Thursday, May 25, 2017

Medusa (Caravaggio), Sonnet #352























An old woman nodding off on the porch
Awoke when the dying moon rose, a torch
Of wan fire colder than a fractured bone
Plucked from a filthy stream. She'd been alone
For ninety years in a house full of pests
(Tucked in her lap some dessert for her guests);
Rat, spider, possum, silverfish, and snake
Crept in each night from the surrounding brake.
She combed serpents writhing out of her head
With the splayed fingers of the recent dead
Who'd come to have their way with her, young sports
Who with one look had turned to milky quartz.
A wind whispered and slipped beneath her jaw.
The crescent moon was the last thing she saw.

Thursday, May 18, 2017

Narcissus in Rome (Caravaggio), Sonnet # 351






















Some men are just reflections of themselves.
What the mirror shows them is all they are.
As the head moves, the unblinking eye delves
Into itself with an unthinking stare.
I knew a man bent to kiss his image,
Stopping just short, careful not to smudge
The glass or ripple the pool of oil sludge.
He saw the epitome of his Age.
When others dared to look into his glass,
He wasn't, he was -- it was hard to tell.
When they saw him, they saw themselves as well.
One day his image caught fire; flaming gas
Consumed itself and left a dull halo,
His semblance struggling to form from below.

Thursday, May 11, 2017

Girl Chopping Onions (Gerrit Dou), Sonnet #350






















Moribund metaphors abound -- the slow reveal
Of the nested skin layers of the onion peel,
The dead hen who'll never precede another egg,
The beer mug emptied into some drunk's hollow leg.
My dear girl, with your empty grin and eyes dark ice,
Pardon. I've no objection as you dice and dice,
As you cut to the cool white heart of the matter,
Through insinuations and insincere chatter.
The chicken and the onions will make a fine pie,
And I, at least, will be the last to wonder why.
Beware the princeling who begs you to come play ball.
His ignorance of your state might cause your downfall.
I wish you all the grace of love in future years.
Bless you for working so hard, so hard without tears. 

Thursday, May 4, 2017

A Screech Owl Being Petted (Julia Guerin), Sonnet # 349























The first eastern screech we took in was healthier,
But not enough to be released into the wild.
He'd hoot twice when I came close, as he perched
On my wife's glove, and at first I thought it was fear.
I wasn't wrong. It was the distress of a child
As if unsure he was to be scolded or birched.
My wife encouraged me to pet him. I deferred
That to her -- what could pets' pets mean to a wild bird?
Our second screech (the first found a home in a zoo)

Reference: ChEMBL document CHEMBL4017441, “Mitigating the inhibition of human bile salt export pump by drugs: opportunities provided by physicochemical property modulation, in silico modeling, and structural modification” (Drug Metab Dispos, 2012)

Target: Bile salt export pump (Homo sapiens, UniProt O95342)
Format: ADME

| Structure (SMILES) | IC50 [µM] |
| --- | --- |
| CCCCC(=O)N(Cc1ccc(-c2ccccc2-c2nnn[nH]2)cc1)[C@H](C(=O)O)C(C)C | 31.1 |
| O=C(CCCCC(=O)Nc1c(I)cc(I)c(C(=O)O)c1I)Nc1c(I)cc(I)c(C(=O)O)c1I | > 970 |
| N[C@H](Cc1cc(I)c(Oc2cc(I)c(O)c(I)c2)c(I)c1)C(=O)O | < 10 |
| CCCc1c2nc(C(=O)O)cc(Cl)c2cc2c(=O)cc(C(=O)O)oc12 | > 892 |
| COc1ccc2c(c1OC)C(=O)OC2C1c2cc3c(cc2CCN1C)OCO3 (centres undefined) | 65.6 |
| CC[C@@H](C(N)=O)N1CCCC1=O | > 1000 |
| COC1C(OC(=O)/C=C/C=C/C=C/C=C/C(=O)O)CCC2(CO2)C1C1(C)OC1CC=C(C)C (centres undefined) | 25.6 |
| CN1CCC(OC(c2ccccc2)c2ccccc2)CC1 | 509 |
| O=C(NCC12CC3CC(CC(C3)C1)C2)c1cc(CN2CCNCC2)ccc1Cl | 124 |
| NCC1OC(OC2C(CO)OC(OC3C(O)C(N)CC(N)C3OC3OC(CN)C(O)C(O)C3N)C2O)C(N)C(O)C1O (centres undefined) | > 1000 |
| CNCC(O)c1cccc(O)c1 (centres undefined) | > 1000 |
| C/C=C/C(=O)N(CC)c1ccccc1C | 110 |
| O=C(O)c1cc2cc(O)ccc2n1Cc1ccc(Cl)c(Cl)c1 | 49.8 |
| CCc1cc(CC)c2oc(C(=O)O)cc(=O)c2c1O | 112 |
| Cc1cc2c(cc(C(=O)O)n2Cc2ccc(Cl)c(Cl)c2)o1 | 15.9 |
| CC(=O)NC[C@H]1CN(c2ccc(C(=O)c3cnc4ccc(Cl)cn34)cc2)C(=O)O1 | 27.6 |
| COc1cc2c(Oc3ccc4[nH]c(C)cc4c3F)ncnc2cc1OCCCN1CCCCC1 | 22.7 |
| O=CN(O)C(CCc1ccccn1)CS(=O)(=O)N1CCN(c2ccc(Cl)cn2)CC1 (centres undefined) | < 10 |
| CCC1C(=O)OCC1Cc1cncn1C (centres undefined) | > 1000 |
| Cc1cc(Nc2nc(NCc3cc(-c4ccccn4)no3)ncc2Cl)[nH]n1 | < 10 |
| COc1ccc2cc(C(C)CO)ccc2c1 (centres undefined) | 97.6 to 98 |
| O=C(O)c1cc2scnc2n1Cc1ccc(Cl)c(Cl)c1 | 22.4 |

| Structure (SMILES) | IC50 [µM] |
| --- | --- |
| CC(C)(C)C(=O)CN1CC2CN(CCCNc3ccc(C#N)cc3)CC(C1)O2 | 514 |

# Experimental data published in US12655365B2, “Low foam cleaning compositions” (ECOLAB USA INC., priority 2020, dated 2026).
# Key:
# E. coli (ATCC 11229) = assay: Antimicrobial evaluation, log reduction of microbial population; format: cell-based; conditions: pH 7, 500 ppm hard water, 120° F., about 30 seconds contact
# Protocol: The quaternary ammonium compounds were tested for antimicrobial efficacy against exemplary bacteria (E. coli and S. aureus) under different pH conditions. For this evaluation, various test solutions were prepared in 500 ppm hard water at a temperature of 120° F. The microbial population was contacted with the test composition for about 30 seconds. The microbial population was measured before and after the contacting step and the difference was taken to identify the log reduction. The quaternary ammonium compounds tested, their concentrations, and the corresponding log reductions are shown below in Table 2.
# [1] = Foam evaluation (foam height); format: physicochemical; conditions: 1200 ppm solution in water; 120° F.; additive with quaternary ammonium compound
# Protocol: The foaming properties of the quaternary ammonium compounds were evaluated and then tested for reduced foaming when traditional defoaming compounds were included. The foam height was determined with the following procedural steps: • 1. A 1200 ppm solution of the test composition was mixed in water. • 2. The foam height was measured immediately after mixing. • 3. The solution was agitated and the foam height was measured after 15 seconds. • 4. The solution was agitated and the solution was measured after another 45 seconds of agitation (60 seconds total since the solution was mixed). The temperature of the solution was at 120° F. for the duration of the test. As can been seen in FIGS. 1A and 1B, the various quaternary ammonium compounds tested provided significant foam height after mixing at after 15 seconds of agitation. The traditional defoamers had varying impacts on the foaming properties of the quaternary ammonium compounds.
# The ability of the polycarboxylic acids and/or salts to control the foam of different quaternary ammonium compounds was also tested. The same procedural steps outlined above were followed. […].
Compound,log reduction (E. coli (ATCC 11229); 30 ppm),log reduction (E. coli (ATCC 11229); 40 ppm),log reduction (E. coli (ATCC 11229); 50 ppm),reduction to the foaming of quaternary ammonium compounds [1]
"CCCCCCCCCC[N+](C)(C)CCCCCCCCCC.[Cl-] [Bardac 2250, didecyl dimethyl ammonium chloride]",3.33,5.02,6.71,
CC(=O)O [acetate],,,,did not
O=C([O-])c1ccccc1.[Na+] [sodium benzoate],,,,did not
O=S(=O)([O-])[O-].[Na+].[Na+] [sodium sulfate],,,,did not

Was badly hurt and required medicine and time.
Often he bated, broken wing flapping, and flew
Straight down to the end of the leash, then climbed,
With my wife's gentle coaxing, back onto the glove.
Petted, eyes closed, tufts up, he accepted her love.

Note: "Bated" is a term from falconry, meaning the raptor's
attempt to fly off the gauntlet or glove, in this instance when
tethered.

Thursday, April 27, 2017

World Map (Hans Holbein The Younger), Sonnet #348




















My mind was designed to click to the grid.
I could draw a floor plan of every home,
Each room I've lived in, etched as with acid.
The maps in my head make a heavy tome.
Some atavism shapes our love of maps --
An impulse to capture chaos in traps
Of paper and ink, odd shapes, twisting lines,
Repeat the world with approximate signs.
One old map shows an angel at each pole
Turning the earth, known by then to be round.
Monsters and sailing ships don't make a sound,
The land is mostly flat, the oceans roll,
The coordinate lines are tightly wound.
All is fixed and still as a sleeping soul.

Thursday, April 20, 2017

There Stood That Lonely, Gnarled, and Deciduous Tree (Sidney Sime), Sonnet #347






















It was a tortuous climb to the top,
And how I will get down the stone-strewn path
In darkness is a mystery -- the slop
Of fear I'll swallow after the bird's wrath.
Her nest is above in a nameless tree,
Quite dead but strong and stout, more rock than wood,
Whose roots broke the summit into scree.
All shrieking, beaks agape, the white crane's brood
Insists on her absence if there's no food.
She doesn't see me as she goes; returning,
She claws my face and blinds me with a wing.
Plucking a star, she sets her nest burning.
The smoke floats down on me as the birds sing.
I am locked in an egg until morning.

Thursday, April 13, 2017

Woman Reading (Matisse), Sonnet #346



















The tea and scones not really appealing today,
She droops in her slip, her arm on the patterned arm
Of an old chair her vanished husband left behind.
Her volume of love poems is open to Millay;
What my lips have kissed has unnecessary charm.
The words are vague, as if not written, but signed,
Silent gestures of fingers churning the air,
When what she needs are his fingers clutching her hair.
She has sat like this for days, playing the statue,
Silencing time, since the night he didn't come home,
Leaving a note of four short words, the last one "you."
She found it in the bathroom under his black comb.
She clears the table, puts the dishes in the sink,
And spends the rest of the day failing not to think.